• What is the amount of profits in relations to losses? An occasional small profit in an activity which generates large losses or from an activity in which a large investment has been made would not necessarily translate into a profit motive.
  • Do you have substantial income or capital from other sources? If so, losses from the activity may generate tax benefits by offsetting income from other sources, which is generally not looked kindly upon by the IRS.
  • Does the activity present personal pleasure or recreation? The IRS is more likely to attack an activity that has recreational elements such as racing, horse or dog training or showing, or even weekend farming, rather than tax preparation services (although we think this is kind of fun!).

So what does this mean for you? Any form and amount of income, no matter where it is coming from, is taxable and should be reported. However, hobby activities are reported differently than trade or business activities and have certain limitations. On a positive note, hobby activities are not subject to self-employment tax. However, expenses related to hobby activities are only deductible as itemized deductions subject to 2% of adjusted gross income. Taxpayers who utilize the standard deduction do not receive any benefit from these expenses and those with higher income will also be limited. Additionally, retirement plan contributions, self-employed health insurance and an array of other deductions cannot be used to offset hobby income.

The moral of the story…

The IRS needs to know about any money you’re bringing in, whether it’s from your daily job, or the hobby app building company you run from your garage. If your business is just a hobby, remember you still need to report it and planning can go a long way in terms of tax benefits and pitfalls.

Exemption Certificate Errors

We figure with it being tax season, we can never talk too much about taxes and all the rules and regulations that go along with them. So, without further ado, we bring you another tax blog. Today’s topic: exemption certificates.

What is an exemption certificate and why do I need to know this?
Sales tax applies to most items of tangible property – something you can usually touch or see –unless there is an exemption under the law, or an exemption certificate. Exemption certificates usually are presented by a customer to a seller. If the exemption certificate is properly completed, the seller will not be required to collect sales tax.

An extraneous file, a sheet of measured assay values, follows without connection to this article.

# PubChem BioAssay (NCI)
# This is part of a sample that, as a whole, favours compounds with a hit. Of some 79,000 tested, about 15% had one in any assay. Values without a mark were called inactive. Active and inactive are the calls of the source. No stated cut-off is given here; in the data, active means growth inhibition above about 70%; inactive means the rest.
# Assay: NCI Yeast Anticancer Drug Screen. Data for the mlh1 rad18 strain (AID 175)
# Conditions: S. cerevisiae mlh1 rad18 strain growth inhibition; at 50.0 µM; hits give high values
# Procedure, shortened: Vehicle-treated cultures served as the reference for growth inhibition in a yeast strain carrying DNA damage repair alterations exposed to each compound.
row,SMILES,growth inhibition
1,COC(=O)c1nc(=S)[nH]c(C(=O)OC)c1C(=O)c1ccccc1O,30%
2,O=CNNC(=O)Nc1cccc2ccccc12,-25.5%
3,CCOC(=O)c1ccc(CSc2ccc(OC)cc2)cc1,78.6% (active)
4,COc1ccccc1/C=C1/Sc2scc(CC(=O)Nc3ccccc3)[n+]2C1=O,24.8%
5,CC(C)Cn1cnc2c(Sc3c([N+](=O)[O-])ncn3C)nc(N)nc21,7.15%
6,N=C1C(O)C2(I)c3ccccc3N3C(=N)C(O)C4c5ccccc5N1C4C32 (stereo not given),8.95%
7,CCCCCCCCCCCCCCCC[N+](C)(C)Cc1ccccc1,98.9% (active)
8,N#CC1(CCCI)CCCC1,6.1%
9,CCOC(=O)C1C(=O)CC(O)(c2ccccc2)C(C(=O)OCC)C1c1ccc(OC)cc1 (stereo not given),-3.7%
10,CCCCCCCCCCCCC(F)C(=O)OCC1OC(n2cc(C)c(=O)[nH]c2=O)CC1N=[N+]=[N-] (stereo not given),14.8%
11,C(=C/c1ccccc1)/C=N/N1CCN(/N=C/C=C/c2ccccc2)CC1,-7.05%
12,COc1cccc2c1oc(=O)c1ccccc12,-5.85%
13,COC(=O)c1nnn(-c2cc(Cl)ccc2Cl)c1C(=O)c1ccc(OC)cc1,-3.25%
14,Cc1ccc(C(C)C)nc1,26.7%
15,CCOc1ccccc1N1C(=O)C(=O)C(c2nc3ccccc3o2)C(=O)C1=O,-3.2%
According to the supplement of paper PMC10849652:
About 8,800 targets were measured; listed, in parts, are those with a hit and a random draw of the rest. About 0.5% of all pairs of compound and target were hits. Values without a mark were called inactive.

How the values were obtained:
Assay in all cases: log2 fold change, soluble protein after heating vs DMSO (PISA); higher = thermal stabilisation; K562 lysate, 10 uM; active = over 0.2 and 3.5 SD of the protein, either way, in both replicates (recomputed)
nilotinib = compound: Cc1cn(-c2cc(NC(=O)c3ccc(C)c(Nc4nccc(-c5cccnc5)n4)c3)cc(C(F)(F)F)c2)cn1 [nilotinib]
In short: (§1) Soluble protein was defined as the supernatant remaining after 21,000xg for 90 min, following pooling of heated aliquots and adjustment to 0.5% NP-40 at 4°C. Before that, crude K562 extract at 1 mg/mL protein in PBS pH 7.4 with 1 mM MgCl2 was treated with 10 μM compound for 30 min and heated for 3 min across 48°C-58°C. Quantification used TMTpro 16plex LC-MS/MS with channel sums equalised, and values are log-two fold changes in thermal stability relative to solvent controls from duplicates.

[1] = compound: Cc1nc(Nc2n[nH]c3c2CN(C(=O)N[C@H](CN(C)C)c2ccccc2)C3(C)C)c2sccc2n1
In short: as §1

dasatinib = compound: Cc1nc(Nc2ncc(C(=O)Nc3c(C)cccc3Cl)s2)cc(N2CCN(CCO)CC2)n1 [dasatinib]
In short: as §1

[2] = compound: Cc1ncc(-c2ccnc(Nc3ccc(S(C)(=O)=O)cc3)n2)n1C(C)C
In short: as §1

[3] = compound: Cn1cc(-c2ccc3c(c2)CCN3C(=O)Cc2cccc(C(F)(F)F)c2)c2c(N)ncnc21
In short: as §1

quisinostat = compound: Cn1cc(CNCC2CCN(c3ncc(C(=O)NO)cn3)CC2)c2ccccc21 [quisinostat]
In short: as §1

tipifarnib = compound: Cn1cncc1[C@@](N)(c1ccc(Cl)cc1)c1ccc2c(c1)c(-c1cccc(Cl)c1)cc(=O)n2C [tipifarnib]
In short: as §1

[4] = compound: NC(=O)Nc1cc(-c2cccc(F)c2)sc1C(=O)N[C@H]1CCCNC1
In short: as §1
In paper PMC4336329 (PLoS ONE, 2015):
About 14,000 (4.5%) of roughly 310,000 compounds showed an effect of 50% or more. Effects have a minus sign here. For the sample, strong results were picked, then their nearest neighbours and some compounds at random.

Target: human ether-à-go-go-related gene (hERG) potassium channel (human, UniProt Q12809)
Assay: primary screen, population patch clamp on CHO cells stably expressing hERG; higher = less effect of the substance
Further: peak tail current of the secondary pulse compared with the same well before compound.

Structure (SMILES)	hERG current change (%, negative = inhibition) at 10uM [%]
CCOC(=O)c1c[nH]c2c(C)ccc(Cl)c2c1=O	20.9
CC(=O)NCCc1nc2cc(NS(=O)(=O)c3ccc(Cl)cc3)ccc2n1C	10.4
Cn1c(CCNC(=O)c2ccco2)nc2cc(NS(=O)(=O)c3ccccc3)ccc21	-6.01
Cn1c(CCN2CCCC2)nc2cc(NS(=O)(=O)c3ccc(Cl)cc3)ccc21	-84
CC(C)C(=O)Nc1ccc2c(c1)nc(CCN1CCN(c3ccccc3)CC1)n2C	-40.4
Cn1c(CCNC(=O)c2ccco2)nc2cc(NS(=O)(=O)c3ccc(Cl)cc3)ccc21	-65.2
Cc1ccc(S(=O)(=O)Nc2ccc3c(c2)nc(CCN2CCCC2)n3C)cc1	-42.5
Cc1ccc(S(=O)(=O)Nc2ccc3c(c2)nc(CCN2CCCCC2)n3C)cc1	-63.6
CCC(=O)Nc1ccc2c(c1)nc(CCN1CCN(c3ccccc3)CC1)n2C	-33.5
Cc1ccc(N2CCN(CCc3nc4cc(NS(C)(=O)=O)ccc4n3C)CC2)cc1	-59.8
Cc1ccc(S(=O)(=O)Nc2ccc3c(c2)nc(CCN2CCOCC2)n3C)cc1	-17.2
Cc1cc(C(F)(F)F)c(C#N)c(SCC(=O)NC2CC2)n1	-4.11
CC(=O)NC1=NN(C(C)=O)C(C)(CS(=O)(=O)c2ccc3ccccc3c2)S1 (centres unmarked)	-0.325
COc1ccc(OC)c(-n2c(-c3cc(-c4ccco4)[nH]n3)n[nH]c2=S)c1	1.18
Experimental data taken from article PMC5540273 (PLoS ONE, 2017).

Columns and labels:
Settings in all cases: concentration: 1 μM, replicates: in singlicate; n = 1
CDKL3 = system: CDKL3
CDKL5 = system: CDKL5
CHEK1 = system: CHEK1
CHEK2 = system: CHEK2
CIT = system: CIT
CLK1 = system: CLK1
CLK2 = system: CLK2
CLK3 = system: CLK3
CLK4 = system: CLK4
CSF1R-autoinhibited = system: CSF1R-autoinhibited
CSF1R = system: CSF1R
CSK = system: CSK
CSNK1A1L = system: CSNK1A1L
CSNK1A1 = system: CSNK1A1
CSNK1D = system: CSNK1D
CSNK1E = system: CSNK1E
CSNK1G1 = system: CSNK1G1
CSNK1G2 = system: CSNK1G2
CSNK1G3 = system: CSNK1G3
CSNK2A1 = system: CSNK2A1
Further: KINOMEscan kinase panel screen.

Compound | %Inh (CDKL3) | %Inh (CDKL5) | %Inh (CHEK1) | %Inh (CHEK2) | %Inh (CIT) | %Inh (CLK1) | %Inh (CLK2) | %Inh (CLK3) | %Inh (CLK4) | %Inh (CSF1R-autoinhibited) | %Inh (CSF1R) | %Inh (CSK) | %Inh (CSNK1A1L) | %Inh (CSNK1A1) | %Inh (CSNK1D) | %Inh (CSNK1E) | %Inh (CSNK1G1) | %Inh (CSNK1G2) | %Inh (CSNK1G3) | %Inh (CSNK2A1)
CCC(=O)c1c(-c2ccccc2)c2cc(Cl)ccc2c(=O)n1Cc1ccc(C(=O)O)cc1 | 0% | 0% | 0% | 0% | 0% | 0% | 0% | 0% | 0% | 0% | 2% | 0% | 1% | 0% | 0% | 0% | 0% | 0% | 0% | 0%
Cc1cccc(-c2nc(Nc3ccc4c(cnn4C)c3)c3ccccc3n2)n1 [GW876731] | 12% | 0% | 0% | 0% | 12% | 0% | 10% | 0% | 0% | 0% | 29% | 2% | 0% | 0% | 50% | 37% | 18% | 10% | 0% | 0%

Can all types of sales be exempt?
Generally speaking, there are three different reasons a sale can be exempt from sales tax. These are considered the type of exemption.

  1. Use Based – These exemptions come from the idea of where and how the product will be used after the sale. Items that are intended for resale are a common example of a use based exemption.
  2. Product Based – This exemption has to deal with – you guessed it – what type of product is being sold. Exemption laws vary from state to state. For example, shoes are taxable in ND and exempt in MN.
  3. Buyer Based – Exemptions that are buyer based focus on the type of buyer who is making the purchase. Examples could include government, hospitals or some not for profit entities.

What’s on an exemption certificate?
As mentioned before (and like anything tax related), the rules and specifications of exemption certificates vary based on state. However, there are some general points that are almost always included on an exemption certificate, no matter which state you are in.

They include:

  • Type of exemption
  • Name and address of both the buyer and the seller
  • Explanation of what is being purchased
  • Tax registration number or other unique identifiers such as a SSN or FEIN.
  • Signature

Sounds good. Anything else I should know?
We’re glad you asked. When state sales tax auditors do their work, they review invoices, types of payment and the information on the certificate for exempt sales. Lately, we are seeing issues where the exemption certificates are not valid because pieces don’t match up.  We will give you some examples.

Example one: A tractor was sold exempt from sales tax with a completed exemption certificate on file. The invoice lists Johnson Farms as the as the buyer. However, the financial paperwork indicates Johnson Auto Parts, and the exemption certificate is from Johnson Farms, claiming a farm exemption. Rather than this transaction looking like a farm use sale, it now looks like it was a non-farm use sale at the auto parts store.

Example two: A riding lawnmower was sold exempt from sales tax with a completed exemption certificate on file. The invoice and exemption certificates list Wee-Town Schools as the buyer. The payment for the sale comes in the form of a check from Mike Johnson. Because the schools name is not on the exemption certificate, it appears the lawnmower is not paid for by the school, and is instead an employee trying to buy an item for his own personal use exempt from sales tax.

Example three: An engine is being sold. The invoice lists Ace Anderson Auto Sales, and is paid for in cash. The exemption certificate, however, comes from Alex Anderson for resale. Alex has gone by Ace his entire life, but only uses the name Alex for official business. Although this is the same person, the auditors do not see it that way. Because the names do not match up, there is a problem with this sale.